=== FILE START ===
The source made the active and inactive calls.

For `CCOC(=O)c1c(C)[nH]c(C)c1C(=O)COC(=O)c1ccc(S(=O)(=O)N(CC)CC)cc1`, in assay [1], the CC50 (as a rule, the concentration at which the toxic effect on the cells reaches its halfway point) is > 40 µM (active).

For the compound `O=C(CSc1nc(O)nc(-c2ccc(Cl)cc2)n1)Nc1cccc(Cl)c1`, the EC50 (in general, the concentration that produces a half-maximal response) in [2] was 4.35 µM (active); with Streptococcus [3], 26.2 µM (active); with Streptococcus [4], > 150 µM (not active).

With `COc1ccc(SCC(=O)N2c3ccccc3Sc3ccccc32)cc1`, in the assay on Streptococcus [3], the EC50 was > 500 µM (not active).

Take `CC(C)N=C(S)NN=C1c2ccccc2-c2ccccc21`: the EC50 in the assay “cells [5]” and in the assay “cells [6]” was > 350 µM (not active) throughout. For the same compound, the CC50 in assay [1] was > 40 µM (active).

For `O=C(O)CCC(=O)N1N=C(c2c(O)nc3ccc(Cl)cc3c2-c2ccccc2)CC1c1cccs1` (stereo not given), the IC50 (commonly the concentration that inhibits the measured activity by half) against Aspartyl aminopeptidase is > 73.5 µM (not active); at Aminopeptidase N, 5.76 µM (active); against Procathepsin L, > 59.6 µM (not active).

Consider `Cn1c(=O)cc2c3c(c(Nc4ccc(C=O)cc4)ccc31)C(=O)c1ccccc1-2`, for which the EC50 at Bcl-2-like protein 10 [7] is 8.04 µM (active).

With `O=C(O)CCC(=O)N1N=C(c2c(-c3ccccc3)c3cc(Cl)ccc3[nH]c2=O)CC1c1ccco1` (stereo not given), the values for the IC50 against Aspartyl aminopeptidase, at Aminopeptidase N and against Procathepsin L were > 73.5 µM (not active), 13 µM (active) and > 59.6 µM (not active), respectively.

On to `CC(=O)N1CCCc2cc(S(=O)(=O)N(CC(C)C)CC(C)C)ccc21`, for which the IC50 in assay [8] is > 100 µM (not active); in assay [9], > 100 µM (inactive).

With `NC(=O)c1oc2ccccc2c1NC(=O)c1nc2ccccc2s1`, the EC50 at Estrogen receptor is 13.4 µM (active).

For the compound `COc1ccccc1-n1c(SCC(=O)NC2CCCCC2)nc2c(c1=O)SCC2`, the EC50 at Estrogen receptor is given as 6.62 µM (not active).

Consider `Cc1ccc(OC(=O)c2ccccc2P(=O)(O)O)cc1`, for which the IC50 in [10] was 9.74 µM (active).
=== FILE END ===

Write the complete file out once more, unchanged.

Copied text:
The source made the active and inactive calls.

For `CCOC(=O)c1c(C)[nH]c(C)c1C(=O)COC(=O)c1ccc(S(=O)(=O)N(CC)CC)cc1`, in assay [1], the CC50 (as a rule, the concentration at which the toxic effect on the cells reaches its halfway point) is > 40 µM (active).

For the compound `O=C(CSc1nc(O)nc(-c2ccc(Cl)cc2)n1)Nc1cccc(Cl)c1`, the EC50 (in general, the concentration that produces a half-maximal response) in [2] was 4.35 µM (active); with Streptococcus [3], 26.2 µM (active); with Streptococcus [4], > 150 µM (not active).

With `COc1ccc(SCC(=O)N2c3ccccc3Sc3ccccc32)cc1`, in the assay on Streptococcus [3], the EC50 was > 500 µM (not active).

Take `CC(C)N=C(S)NN=C1c2ccccc2-c2ccccc21`: the EC50 in the assay “cells [5]” and in the assay “cells [6]” was > 350 µM (not active) throughout. For the same compound, the CC50 in assay [1] was > 40 µM (active).

For `O=C(O)CCC(=O)N1N=C(c2c(O)nc3ccc(Cl)cc3c2-c2ccccc2)CC1c1cccs1` (stereo not given), the IC50 (commonly the concentration that inhibits the measured activity by half) against Aspartyl aminopeptidase is > 73.5 µM (not active); at Aminopeptidase N, 5.76 µM (active); against Procathepsin L, > 59.6 µM (not active).

Consider `Cn1c(=O)cc2c3c(c(Nc4ccc(C=O)cc4)ccc31)C(=O)c1ccccc1-2`, for which the EC50 at Bcl-2-like protein 10 [7] is 8.04 µM (active).

With `O=C(O)CCC(=O)N1N=C(c2c(-c3ccccc3)c3cc(Cl)ccc3[nH]c2=O)CC1c1ccco1` (stereo not given), the values for the IC50 against Aspartyl aminopeptidase, at Aminopeptidase N and against Procathepsin L were > 73.5 µM (not active), 13 µM (active) and > 59.6 µM (not active), respectively.

On to `CC(=O)N1CCCc2cc(S(=O)(=O)N(CC(C)C)CC(C)C)ccc21`, for which the IC50 in assay [8] is > 100 µM (not active); in assay [9], > 100 µM (inactive).

With `NC(=O)c1oc2ccccc2c1NC(=O)c1nc2ccccc2s1`, the EC50 at Estrogen receptor is 13.4 µM (active).

For the compound `COc1ccccc1-n1c(SCC(=O)NC2CCCCC2)nc2c(c1=O)SCC2`, the EC50 at Estrogen receptor is given as 6.62 µM (not active).

Consider `Cc1ccc(OC(=O)c2ccccc2P(=O)(O)O)cc1`, for which the IC50 in [10] was 9.74 µM (active).